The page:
Republicans see Kansas governor’s order creating child advocate as ‘slap in the face’
Sen. Richard Hilderbrand, R-Galena, blasts the governor during a foster care oversight hearing Tuesday for independently forming an Office of the Child Advocate. (Sherman Smith/Kansas Reflector)
TOPEKA — Gov. Laura Kelly’s independent action to establish an Office of the Child Advocate a day ahead of the inaugural meeting of a child welfare oversight committee didn’t impress Republican members of the panel.
Sen. Richard Hilderbrand, a Galena Republican who serves as chairman of the committee, called the governor’s decision to bypass legislators through executive order a “slap in the face.”
“Don’t get me wrong, the Office of the Child Advocate is a needed position, a position that has been needed for a long time,” Hilderbrand said at the start of Tuesday’s meeting. “I just find it very, very troublesome that the governor decided on the eve of the first meeting of this committee, which one of our tasks was to look at this, they decide to issue an executive order forming it.”
The Democratic governor on Monday announced she was forming the office and relocating divisions of two state agencies under the authority of the Department of Administration. Her allies in the Legislature praised the move after years in which efforts to install a child advocate failed to gain interest or got tied up in political wrangling, as was the case in the 2021 session.
“Everybody is in agreement here that we needed this office,” said Rep. Jarrod Ousley, D-Merriam. “This office is going to be good for the kids. I applaud the governor’s efforts by taking the reins and establishing this office now and not wasting any more time letting it get caught up in politics.”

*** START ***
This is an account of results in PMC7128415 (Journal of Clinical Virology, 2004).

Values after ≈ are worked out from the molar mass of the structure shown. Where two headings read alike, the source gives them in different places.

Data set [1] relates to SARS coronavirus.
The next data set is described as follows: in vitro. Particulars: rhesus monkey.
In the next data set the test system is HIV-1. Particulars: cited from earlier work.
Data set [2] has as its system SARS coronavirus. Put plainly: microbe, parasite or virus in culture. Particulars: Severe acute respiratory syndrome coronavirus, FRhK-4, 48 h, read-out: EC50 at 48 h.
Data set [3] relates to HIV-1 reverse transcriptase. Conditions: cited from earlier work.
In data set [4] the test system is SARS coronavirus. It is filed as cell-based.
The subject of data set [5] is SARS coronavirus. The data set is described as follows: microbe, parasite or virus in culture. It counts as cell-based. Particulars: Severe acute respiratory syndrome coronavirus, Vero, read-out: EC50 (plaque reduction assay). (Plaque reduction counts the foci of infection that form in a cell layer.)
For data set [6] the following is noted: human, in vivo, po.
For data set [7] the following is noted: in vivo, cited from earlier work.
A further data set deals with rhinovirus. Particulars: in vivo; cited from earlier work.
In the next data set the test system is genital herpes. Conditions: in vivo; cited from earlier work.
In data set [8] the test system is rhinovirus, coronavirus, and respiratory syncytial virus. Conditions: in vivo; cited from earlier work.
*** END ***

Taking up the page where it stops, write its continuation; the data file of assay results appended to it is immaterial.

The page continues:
Ousley for five years has pursued legislation to establish a child advocate to field complaints about the Kansas foster care system and investigate them. He secured bipartisan support for a House bill this past session that would have had the advocate report directly to the Legislature, but House leadership killed the bill before it received a vote.
The Senate passed a competing plan that would have placed the office under Attorney General Derek Schmidt, a Republican trying to unseat Kelly as governor in next year’s elections.
Child advocates opposed the politically charged Senate plan but have long pushed for more accountability of the privatized foster care system administered by the Department for Children and Families.
Republicans complained that Kelly’s executive order allows the governor to choose a child advocate without legislative approval. They also questioned whether the decision to relocate positions through an executive order is constitutional. Those moves typically require the governor to propose a reorganization, which the Legislature has to approve.
By placing the new office within the governor’s administration, said Sen. Molly Baumgardner, R-Louisburg, the governor is merely shifting complaints from one department to another.
“We will learn about harms and dangers and failures of the system when our reporters call us and say, ‘Would you please comment on this?'” Baumgardner said. “We’re not going to find out this from the office of child advocacy. We’re not going to find out from the secretary of DCF.”
Democrats praised the governor for establishing the office after years of legislative inaction.
“Can we take some joy in the fact that what has been established will help save lives of children?” said Sen. Cindy Holscher, D-Overland Park. “To me, that’s a very big deal. That’s a huge victory for the kids in our state. We’ve been waiting. The kids have been waiting. Advocates have been waiting for years for something like this to be established.”
Sen. Oletha Faust-Goudeau, D-Wichita, pointed to the recent death of a 17-year-old who died in police custody. The boy had been placed in a foster home by Saint Francis Ministries, the state’s largest foster care provider.
When the foster father called Saint Francis about the boy’s erratic behavior, Faust-Goudeau said, he was told it would be two hours before someone could help. Instead, he was taken into custody by police and died after an altercation at a juvenile detention facility.
“Had that foster dad been able to talk to someone directly right away, that young man may still be alive,” Faust-Goudeau said.
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